Motherwell FC all-time greats were out in force at a star-studded awards bash honouring the club’s best 25 players since World War II.
The excellently organised MFC Podcast event – also attended by around 150 supporters – saw ’Well fans register votes for their favourites, who were announced during a four-hour function in Fir Park’s Davie Cooper Suite on Friday evening.
“The night went really well,” said organiser Andy Ross of MFC Podcast.
“We are all chuffed to bits. Over £1000 was raised for the Well Society and Les Hutchison (former Motherwell FC owner) will double that which makes it even better.”
Appropriately given the venue, it was legendary winger Cooper who was named as the overall winner of the best player in Motherwell’s history.
Quite simply, this skilful, charismatic and inspirational figure could do anything with a left foot which seemed like a gift from God.
Whether it was smashing in free-kicks from 30 yards, slaloming past defenders or picking out team-mates with pinpoint passes, Davie was a joy to watch during a memorable four-year spell at Motherwell spanning 1989 to ’93.
An obvious highlight during his time in claret and amber was Motherwell’s momentous 1991 Scottish Cup triumph, which remains the last time they won a major trophy 26 years later.
This success allowed the club to qualify for Europe for the first time, giving furher vindication to the belief that the miniscule £50,000 shelled out by ’Well manager Tommy Mclean for Cooper from Rangers represents the best bit of player transfer business done in the club’s history.
So it remains devastating to comprehend that Cooper was taken so cruelly and so early, as he died from a brain haemorrhage aged just 39 on March 22, 1995.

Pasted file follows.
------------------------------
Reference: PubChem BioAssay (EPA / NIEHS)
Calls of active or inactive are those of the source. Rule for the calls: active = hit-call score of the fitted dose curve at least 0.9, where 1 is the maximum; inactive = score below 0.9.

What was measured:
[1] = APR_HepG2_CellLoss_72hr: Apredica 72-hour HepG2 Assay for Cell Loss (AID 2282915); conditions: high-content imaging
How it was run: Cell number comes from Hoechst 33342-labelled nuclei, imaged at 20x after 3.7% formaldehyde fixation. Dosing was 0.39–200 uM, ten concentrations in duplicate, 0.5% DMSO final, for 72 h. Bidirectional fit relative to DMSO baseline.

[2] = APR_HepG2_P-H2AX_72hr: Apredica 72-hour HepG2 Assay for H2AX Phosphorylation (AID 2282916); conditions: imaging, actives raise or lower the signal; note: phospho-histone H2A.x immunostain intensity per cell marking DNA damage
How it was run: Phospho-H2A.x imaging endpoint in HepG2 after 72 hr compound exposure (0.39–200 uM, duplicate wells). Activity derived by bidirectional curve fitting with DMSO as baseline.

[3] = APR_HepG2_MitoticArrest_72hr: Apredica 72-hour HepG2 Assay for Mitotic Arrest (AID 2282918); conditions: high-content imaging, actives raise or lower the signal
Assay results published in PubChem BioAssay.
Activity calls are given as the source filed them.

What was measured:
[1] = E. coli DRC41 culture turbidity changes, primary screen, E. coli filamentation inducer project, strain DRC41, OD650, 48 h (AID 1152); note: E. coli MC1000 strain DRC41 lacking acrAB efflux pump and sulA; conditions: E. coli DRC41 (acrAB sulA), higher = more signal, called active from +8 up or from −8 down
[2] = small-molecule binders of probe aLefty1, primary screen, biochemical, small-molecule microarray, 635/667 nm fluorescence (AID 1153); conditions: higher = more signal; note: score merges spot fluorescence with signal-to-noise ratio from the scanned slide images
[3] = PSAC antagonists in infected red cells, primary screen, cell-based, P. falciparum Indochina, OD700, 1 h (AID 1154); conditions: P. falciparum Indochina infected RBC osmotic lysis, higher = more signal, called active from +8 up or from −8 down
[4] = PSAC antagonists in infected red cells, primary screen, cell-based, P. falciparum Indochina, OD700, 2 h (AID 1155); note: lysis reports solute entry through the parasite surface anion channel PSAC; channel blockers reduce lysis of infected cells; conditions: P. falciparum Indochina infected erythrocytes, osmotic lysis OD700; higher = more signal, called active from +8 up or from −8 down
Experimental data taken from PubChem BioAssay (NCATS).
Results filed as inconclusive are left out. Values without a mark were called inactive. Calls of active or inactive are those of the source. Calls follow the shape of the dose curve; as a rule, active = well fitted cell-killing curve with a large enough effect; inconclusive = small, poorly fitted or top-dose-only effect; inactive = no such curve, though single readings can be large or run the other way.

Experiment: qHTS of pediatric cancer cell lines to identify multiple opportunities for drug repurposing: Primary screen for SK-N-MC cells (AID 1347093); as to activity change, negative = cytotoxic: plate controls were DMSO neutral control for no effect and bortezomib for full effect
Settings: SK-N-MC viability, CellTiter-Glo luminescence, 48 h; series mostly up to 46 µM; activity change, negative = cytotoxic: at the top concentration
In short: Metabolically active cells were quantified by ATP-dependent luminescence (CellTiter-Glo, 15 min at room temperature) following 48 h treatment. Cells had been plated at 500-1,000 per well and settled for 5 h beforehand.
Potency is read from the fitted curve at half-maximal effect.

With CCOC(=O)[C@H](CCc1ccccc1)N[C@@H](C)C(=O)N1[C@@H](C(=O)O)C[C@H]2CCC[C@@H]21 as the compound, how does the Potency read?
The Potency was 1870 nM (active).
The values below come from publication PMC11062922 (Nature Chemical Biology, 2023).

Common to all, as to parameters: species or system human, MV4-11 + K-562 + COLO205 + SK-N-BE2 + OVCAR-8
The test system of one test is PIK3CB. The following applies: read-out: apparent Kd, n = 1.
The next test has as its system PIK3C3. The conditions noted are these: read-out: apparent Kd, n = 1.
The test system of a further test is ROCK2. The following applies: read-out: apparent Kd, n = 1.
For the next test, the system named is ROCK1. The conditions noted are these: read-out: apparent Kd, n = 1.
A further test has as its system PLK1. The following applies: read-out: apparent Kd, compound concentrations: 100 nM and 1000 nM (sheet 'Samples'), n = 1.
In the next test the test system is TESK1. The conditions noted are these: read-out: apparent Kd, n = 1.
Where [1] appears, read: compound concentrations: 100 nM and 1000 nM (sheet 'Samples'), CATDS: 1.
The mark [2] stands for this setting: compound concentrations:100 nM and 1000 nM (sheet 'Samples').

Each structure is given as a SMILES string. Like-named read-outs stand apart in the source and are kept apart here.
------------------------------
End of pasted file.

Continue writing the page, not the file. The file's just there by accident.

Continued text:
Current Motherwell chairman Jim McMahon therefore accepted the award on behalf of ‘Super Cooper’.
Runner-up on the evening was James McFadden, who had no fewer than three playing spells at the club spanning 17 years.
This flamboyant character, who was also player/assistant manager at Motherwell until joining Queen of the South this summer, scored 37 goals for the Steelmen from 112 appearances.
Universally known as ‘Faddy’, this maverick had a rare ability to ghost past defenders with ease, rocket home spectacular free-kicks and also effectively saved the club from liquidation.
Without the £1.25 million fee Motherwell received from English giants Everton for his services in 2003, the administration hit outfit may have ceased trading.
Faddy is also a Scotland great and memorably netted a stunner in a World Cup qualifier against France in a 1-0 win in September 2007.
Third place on awards night went to legendary striker Willie Pettigrew, who netted a whopping 80 goals for ’Well between 1972 and ’79.
This prolific marksman, now 64, was the top scorer in Scotland’s top flight in the 1975’76 and 1977-’78 seasons.
Pettigrew also scored two goals in his five international appearances for Scotland.
Other legends named in the top 25 were: Charlie Aitken, Dougie Arnott, John Gahagan, Tommy Coyne, Stephen Craigan, Stevie Hammell, Michael Higdon, Brian Martin, Martyn Corrigan, Stevie Kirk, Paul Lambert, Andy Paton, Ally Maxwell, Joe Wark, Keith MacRae, Ian St John, Bobby Graham, Luc Nijholt, Louis Moult, Keith Lasley, Rob McKinnon and Phil O’Donnell.